ICC Note: Now that Imran Khan and his PTI party have won the majority of the votes in Pakistan’s national elections, many are looking to see what the new government will do for the country’s marginalized minorities. Among these minorities are Christians, who often treated like second class citizens. Will the new government under Khan focus any attention on assisting Pakistan’s persecuted Christian community?
07/30/2018 Pakistan (Daily Times) – Most Pakistanis have reveled in the defeat of far-right hardline Islamic parties such as the Tehreek-e-Labbaik Pakistan (TLP), Allah-o-Akbar Tehreek (AAT), Ahle-Sunnat-Wal-Jammat (ASWJ) and others in the 2018 general elections.
While it may be a relief that candidates such as Khadim Hussain Rizvi, who promised to ‘put every blasphemer in his grave’ and ASWJ leader Muhammad Ahmed Ludhianvi who vowed that “if his party gained power by the evening, and if any Shia is left alive in Pakistan by the next morning, then change my name” — did not win many seats, what may trouble many of us, and rightly so, is the attitude of many conservatives in Pakistan Tehreek-e-Insaf (PTI), and some statements by Imran Khan himself. In a conference at Islamabad before the elections, Khan stated that “we stand with Article 295-C and will defend it”. Moreover, Many PTI members courted pro-Qadri constituencies, by asking them if ‘they would vote for the party that executed their leader’. This blatant support of a law that condemns Ahmadis and other non-Muslim minorities has caused many to refer to him as ‘Taliban Khan’ once again.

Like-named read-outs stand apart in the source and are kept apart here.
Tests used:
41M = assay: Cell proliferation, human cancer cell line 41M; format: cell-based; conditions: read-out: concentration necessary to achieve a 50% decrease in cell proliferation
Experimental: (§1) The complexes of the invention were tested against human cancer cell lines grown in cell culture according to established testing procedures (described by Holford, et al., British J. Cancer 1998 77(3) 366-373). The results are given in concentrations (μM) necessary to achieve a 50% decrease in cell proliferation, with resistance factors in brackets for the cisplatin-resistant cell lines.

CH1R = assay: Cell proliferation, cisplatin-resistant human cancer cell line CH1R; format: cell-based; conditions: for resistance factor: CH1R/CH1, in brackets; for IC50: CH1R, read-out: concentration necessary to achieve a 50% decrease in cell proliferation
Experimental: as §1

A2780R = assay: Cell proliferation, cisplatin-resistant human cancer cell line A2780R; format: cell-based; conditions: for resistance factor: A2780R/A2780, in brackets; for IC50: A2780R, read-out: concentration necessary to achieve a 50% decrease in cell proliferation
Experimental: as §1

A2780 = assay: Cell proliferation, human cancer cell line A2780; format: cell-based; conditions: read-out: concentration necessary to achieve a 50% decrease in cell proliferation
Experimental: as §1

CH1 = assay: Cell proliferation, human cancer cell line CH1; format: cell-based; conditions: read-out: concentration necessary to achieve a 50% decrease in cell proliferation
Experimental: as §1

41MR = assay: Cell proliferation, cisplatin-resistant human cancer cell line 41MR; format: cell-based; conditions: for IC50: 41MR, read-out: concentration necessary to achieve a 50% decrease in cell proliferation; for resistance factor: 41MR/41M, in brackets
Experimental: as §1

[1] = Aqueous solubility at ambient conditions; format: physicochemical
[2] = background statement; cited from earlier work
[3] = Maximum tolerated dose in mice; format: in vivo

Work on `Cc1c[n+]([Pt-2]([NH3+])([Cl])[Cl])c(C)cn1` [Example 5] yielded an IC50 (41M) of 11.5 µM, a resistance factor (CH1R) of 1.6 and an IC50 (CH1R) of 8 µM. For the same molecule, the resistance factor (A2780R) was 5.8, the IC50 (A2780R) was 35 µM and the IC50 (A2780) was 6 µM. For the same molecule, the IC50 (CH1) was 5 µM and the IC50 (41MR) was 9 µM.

While the new Prime Minister claims that his policies will benefit the ‘victims’, he speaks mostly of the victims of poverty, corruption and feudalism. What of the most persecuted section of Pakistani society – victims of radical religiosity? Whether it be the Ahmadis whose boycott of the elections has been ignored by all major parties, the Shias who face intense violence despite being Muslims, and the Pakistani Christians and Hindus who have been allocated a second-class citizen status since 1947 — there is little space in Pakistan for someone who is not a conservative Sunni Muslim.
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